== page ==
06/28/12 • TABOULEH 2.0
From the June, 2012 Bon Appetit (click here to view the recipe)
I suppose any number of factors could compel a person to march into the kitchen and start cooking, but for most of us it probably comes down to the very basic understanding that food made by our own hands simply tastes better than the alternative. It was that belief, anyway, that was rattling around in my head as I set about assembling this week’s recipe for tabouleh—an item that’s generally available in most American grocery stores, and that’s often pretty good in its pre-packaged, ready-made condition. So why make it yourself? Well, for starters that supermarket variety is generally only sold in those little plastic tubs, which means that if you’re planning on feeding more than one person, you’re looking at ringing up quite a little tower of containers when you get to the checkout line. But more importantly, what tastes satisfactory when you’re eating alone at your desk or grabbing a ten-second snack while mindlessly studying the interior of your refrigerator is naturally held to a higher standard when others are involved. This tabouleh is for those occasions—it’s the one you serve when company comes or when you just want to sit down at the table and have a proper meal.
The recipe comes from the June issue of Bon Appetit and differs from most other versions of the dish that I’ve seen in that it calls for quinoa instead of bulgur. Quinoa, of course, is a grain (alright, a seed if you’re going to get all technical) that’s popping up on restaurant menus a lot these days, and in everything from breads to risottos. In my experience, though, its slightly grassy flavor lends itself best to salads, making it ideal for an updated version of this Middle Eastern classic. Which means that here it’s the combined flavors of lemon juice, parsley, olive oil, and mint—the principal flavoring components of tabouleh—that round out the earthy quality of the quinoa. It’s a bright zesty combination that’s unlikely to be found in any version of the salad that hasn’t gone directly from kitchen to table, in large part because they’re flavors that tend not to last all that long. That’s particularly true where quinoa is concerned, as its slightly spongy couscous-like quality (bulgur tends to have a nuttier flavor and drier texture) has a way of zapping the life out of the combined ingredients over a prolonged period. In other words, this is not a great candidate for a make-ahead meal or even for leftovers.
That fleeting quality is one of the drawbacks of tabouleh. The good news, however, is that assembly is fairly simple and involves only a handful of ingredients. Here, the process begins by simmering a cup of quinoa in a small amount of water for ten minutes, letting the “grain” sit undisturbed for five minutes before fluffing it with a fork (much as you would a quantity of rice), then allowing it to cool completely in a large baking sheet—a process that takes little more than fifteen minutes or so. While the quinoa cools you can set about preparing the dressing (a clove of garlic, a few tablespoons of fresh lemon juice, and a 1/2 cup of olive oil, all of it whisked together), and chopping the various ingredients that will be folded into the quinoa—the parsley, the mint, the cucumber, and the cherry tomatoes. True, those herbs are a key component here so the plucking and mincing of the leaves can take more than a few minutes, but that’s essentially the extent of the heavy lifting. So even with those knife skills called into play, this is a salad that can be thrown together in a half hour or less.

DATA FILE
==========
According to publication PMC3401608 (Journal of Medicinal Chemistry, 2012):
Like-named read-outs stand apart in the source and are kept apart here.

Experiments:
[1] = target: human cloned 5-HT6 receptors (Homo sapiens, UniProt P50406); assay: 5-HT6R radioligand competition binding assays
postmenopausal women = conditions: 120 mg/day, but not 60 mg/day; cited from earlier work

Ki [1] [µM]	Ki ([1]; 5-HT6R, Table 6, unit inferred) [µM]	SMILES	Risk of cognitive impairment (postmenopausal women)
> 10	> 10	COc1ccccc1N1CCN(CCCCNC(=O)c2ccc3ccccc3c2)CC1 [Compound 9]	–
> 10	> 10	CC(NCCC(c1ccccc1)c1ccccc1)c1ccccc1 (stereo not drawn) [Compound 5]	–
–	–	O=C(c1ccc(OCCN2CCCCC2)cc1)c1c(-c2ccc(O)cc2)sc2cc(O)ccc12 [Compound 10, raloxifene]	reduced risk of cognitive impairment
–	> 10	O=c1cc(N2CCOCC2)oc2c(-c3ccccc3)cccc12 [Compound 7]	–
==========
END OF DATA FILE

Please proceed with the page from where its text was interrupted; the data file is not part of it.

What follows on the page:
Still, if circumstances call for getting some of the work done in advance, you can always prepare the quinoa and the dressing up to twenty-four hours ahead of time, mixing the “grain” with a ¼ cup of the lemon juice/olive oil mixture, then covering and refrigerating the moistened quinoa and the remaining dressing separately. Just be sure to hold off chopping the herbs and the scallions as long as possible, as you don’t want these key flavoring components to lose any of their all-important punch. Either way, the reward is something bright, light, and zesty, a perfect side dish or vegetarian entrée for a sultry summer night. In other words, seductive food for seductive weather—though if actual seduction is on the menu, be sure to keep the dental floss handy (such are the hazards of herb-heavy dishes such as this one).
—1 cup quinoa, rinsed well
—1/2 tsp kosher salt, plus more to taste
—2 tbs fresh lemon juice
—1 garlic clove, minced
—1/2 cup extra-virgin olive oil
—Freshly ground black pepper
—1 large *English hothouse cucumber or 2 Persian cucumbers, cut into ¼” pieces
—1 pint cherry tomatoes, halved
—2/3 cup chopped flat leaf parsley
—1/2 cup chopped fresh mint
—2 scallions, thinly sliced
*English cucumbers are generally sold wrapped in cellophane; Persian cucumbers are slightly smaller, between 5 and 8-inches long.
—Bring quinoa, ½ tsp salt, and 1¼ cups water to a boil in a medium saucepan over high heat. Reduce heat to medium-low, cover, and simmer until quinoa is tender, about 10 minutes. Remove from heat and let stand, covered, for 5 minutes. Fluff with fork.
—Meanwhile, whisk lemon juice and garlic in a small bowl. Gradually whisk in olive oil. Season dressing to taste with salt and pepper.
—Spread out quinoa on a large rimmed baking sheet; let cool. Transfer to a large bowl; mix in ¼ cup dressing. NOTE: Recipe can be made 1 day ahead to this point. Cover remaining dressing and quinoa separately; chill.
—Add cucumber, tomatoes, herbs, and scallions to bowl with quinoa; toss to coat. Season to taste with salt and pepper. Drizzle remaining dressing over.
Note: I won’t be posting next week as I’m going to be on vacation. I’ll be back with a new recipe on Thursday, the 12th. Have a great July 4th everyone!